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Wednesday, 2 October, 2002, 14:34 GMT 15:34 UK
African leaders to discuss food crisis
Bay of Bengo, Luanda
The Angolan capital will host the summit

Heads of state and government from the Southern African region are gathering in the Angolan capital Luanda for the summit of the regional grouping, the Southern African Development Community (SADC), which begins on Wednesday.

Government ministers from the 14 member countries have been in Angola for several days preparing for the summit.

Angolan child
War is over but the suffering remains great

Earlier this year, a peace treaty between the Angolan government and the Unita movement put an end to 25 years of civil war in the country.

Peace moves in the neighbouring Democratic Republic of Congo are also being greeted as a sign of hope for the region.

Fresh paint

A recent frenzy of building, painting and road repairs has ensured that Luanda's city centre looks smarter than ever before, as leaders gather for the summit which will see Angola take on the chairmanship of the SADC.

Rwandan forces dismantle an anti-aircraft gun
Moves have been made towards peace in the DRC

The summit is being presented as a showcase for a post-conflict Angola, and the upbeat mood of the hosts is to some extent matched by the visiting delegates, who see new opportunities for the region now that the Angolan war is over, and significant moves have been made towards peace in the Democratic Republic of Congo.

Economic woes

But the twin crises of Aids and famine will be high on the summit agenda, and the region's economy is a major concern as southern Africa achieved less than 2% economic growth last year, down more than a whole percentage point from the previous year, and a long way short of the 6% target that governments are looking for.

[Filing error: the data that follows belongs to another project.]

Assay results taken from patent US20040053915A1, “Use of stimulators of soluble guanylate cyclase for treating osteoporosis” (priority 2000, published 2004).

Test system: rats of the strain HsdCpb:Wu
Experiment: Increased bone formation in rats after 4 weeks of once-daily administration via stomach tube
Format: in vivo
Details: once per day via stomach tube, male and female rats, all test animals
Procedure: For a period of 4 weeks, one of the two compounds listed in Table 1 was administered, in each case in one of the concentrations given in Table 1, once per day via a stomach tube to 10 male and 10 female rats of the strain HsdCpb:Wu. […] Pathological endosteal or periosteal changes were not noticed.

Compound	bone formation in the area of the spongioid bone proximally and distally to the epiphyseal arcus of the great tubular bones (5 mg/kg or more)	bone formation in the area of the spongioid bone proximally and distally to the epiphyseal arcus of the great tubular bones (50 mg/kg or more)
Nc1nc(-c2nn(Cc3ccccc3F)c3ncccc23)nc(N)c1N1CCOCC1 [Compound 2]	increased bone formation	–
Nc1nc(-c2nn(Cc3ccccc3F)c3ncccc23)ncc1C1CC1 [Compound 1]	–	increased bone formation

The summit is expected to see more progress towards the creation of a free trade area in the region within the next 10 years.

President Robert Mugabe
Zimbabwe will be a sensitive issue

Leaders are still concerned about how international perceptions of the region affect the flow of inward investment.

The big question is whether they will grasp the nettle of the situation in Zimbabwe, where controversial election results and the forced appropriation of commercial farmland have scared away investors.

Previously, regional leaders have appeared hesitant to challenge President Robert Mugabe - this summit is unlikely to see any outright criticism of the Zimbabwean leader, but delegates are at least acknowledging that Zimbabwe merits attention.

South African Foreign Minister Nkosazana Dlamini Zuma told the BBC that there had to be free political activity in Zimbabwe, and she hoped that Zimbabwe would start putting farmland to productive use now that it had completed its land reform process.

See also:

02 Aug 02 | Africa
09 Jul 02 | Africa
13 Jan 02 | Africa
12 Jan 02 | Africa
18 Dec 01 | Africa
12 Aug 01 | Africa
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